To borrow a Redditism, today I learned that First Lady Jill Biden doesn't work with a stylist, making her the first sitting FLOTUS in the last three presidential terms to forgo the aid of a fashion expert. (Michelle Obama works with stylist Meredith Koop and Melania Trump with stylist/designer Hervé Pierre.)
In Vogue's August cover story by Jonathan Van Meter, Biden's communications director confirms the absence of any outside assistance, claiming that Biden's playful style is "all her." And while fashion is often the rhinestone-bedazzled medium for her messages (see: a "LOVE" blazer or "VOTE" boots), Biden rolls her eyes at the mention of the public's interest in what she wears, politely glossing over her fashion choices when asked about them. Van Meter chalks her unwillingness to engage as a "reading-the-room" tactic, especially during a pandemic. (Though considering the interview is for the cover of the ultimate fashion bible, hers is a bold if not understandable stance to take.)
"It's kind of surprising, I think, how much commentary is made about what I wear or if I put my hair in a scrunchie," she tells Van Meter, echoing the sentiments of first ladies before her. "I put my hair up! Or the stocking thing," she adds, referring to the internet's love of what appeared to be fishnet stockings. "It's amazing how much people pay attention to every little detail … And they weren't fishnets. They weren't lace. They were very pretty stockings."
Whereas Obama hired a stylist to dig into designer histories — someone to find the most meaningful and stylish pieces in an effort to elevate emerging American designers and communicate her values — Biden has made the decision to do this herself. This doesn't appear to be rooted in a deep love of fashion, even if that is the case, but in her desire to maintain as much of her pre-first lady life as possible, from her job to how she chooses to fill her closet. The role of the modern first lady is a challenging one to define, especially following a hellish year for the country. With her insistence upon keeping her life as normal as possible, Biden seems to be defining the role of FLOTUS all her own. Rather than transforming into what a first lady ought to be, she simply is.
As her own stylist, Biden has a tendency to fall back on bigger designer names with the occasional up-and-comer sprinkled throughout her wardrobe. At the inauguration, for example, she put Alexandra O'Neill's Markarian on the map with a monochromatic ensemble from the young, New York-based designer's collection. During her husband's 2020 victory speech, she wore a short-sleeve navy dress embroidered with flowers from Oscar de la Renta, a brand whose namesake designer was a favorite among many first ladies of administrations past. Biden wears a similar look from the brand, now helmed by Monse founders Laura Kim and Fernando Garcia, on the Vogue cover. (The first lady was styled by longtime Vogue fashion director Tonne Goodman for the photoshoot.)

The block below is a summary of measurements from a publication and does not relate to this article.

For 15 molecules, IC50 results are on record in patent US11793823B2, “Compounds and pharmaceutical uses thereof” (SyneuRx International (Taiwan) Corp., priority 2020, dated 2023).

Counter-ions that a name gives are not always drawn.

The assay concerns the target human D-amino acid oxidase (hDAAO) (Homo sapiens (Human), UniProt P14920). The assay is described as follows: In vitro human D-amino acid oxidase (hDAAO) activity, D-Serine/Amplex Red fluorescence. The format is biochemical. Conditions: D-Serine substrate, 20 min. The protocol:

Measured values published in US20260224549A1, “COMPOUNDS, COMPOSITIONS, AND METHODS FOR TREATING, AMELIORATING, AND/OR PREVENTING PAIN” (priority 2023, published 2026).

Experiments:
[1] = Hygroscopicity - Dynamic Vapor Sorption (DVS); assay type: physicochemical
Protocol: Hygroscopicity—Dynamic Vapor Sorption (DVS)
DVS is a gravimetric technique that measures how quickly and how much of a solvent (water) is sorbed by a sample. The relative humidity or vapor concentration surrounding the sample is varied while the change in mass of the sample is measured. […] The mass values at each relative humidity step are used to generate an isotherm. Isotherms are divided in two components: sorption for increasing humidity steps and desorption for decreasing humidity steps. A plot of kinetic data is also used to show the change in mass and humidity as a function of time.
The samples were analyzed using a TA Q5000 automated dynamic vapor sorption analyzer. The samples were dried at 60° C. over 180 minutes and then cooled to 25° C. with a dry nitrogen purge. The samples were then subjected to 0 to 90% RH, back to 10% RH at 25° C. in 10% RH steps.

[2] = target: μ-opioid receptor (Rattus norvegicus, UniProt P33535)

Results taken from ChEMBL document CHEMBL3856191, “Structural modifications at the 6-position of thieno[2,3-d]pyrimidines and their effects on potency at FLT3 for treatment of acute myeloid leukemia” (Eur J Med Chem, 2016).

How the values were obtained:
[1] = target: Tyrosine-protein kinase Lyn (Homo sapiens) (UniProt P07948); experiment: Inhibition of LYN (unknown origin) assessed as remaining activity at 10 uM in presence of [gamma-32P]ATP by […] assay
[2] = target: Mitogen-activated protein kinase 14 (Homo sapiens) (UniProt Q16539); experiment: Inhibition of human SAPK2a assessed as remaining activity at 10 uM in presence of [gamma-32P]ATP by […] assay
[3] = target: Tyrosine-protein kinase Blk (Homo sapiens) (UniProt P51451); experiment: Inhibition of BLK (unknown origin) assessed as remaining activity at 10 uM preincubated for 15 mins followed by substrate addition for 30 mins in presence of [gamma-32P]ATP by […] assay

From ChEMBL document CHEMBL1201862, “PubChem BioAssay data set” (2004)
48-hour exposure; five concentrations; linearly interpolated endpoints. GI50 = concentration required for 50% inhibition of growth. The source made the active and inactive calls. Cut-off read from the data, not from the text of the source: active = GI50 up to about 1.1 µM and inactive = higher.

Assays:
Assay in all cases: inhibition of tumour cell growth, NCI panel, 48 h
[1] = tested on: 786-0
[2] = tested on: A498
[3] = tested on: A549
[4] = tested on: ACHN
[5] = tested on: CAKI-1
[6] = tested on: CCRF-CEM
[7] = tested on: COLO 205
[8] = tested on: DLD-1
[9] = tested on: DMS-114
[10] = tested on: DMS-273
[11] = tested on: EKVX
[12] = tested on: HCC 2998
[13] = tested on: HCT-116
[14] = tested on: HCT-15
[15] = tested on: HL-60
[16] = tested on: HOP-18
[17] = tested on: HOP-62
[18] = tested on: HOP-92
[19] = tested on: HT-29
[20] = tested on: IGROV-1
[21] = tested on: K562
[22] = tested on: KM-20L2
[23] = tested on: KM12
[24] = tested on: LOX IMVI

She appears windblown in the cover image, bracing herself against the iron railing of the White House balcony as the Washington Monument looms large in the background, a headless tower of white bricks. Her posture is open and receptive — as casual as anything in Annie Leibovitz's portfolio. Biden was also photographed on the Oval Office patio with her husband Joe. He appears thoughtful and doting at her side, if not a tad overenthusiastic — the characteristic dynamic of their public-facing relationship. She wears another American designer, Michael Kors — a monochromatic olive green ensemble in her preferred cinch-waist silhouette.
But it's the third photo, one depicting the professor with a pencil between her teeth, glasses on, bent over a rose gold Macbook, that is the most striking. She's surrounded by so many props that the image reads as unintentionally camp-y, as Leibovitz's photos often do: There's the stationary (blank) stamped with Joe Biden's name; the open lesson planner highlighted and sticky-noted; the smudge-less white ceramic coffee cup resting on its matching saucer. Even the coffee table book on which she rests her laptop appears to be meaningfully patriotic, a sliver of the Statue of Liberty peeking out for the camera. She wears a white button down and suede skirt, both by USA Olympic uniform designer Ralph Lauren. Put together, the effect is that of a renaissance painting, perfectly staged to capture the priorities of its consumed subject.
The image is an idealized portrait of the vision Van Meter paints in the piece: Dr. Jill Biden as educator and loyal surrogate, traveling the country to sell families on the American Rescue Act and the American Families Plan. It's hard to imagine that her days look as calm as the East Sitting Hall image, as Van Meter writes of Zoom classes taught on the road, early morning texts with students, and mad dashes to the airport so as to keep up with her schedule. It's no wonder, then, that both the president and first lady discuss difficulty finding time to schedule a date night here or there. But she finds a way to make it all work, in spite of the doubters.
"I heard that all the time during the campaign," she says of people assuming she'd quit her job. "Like, 'No. You're not going to be able to teach as first lady.' And I said, 'Why not? You make things happen, right?' "
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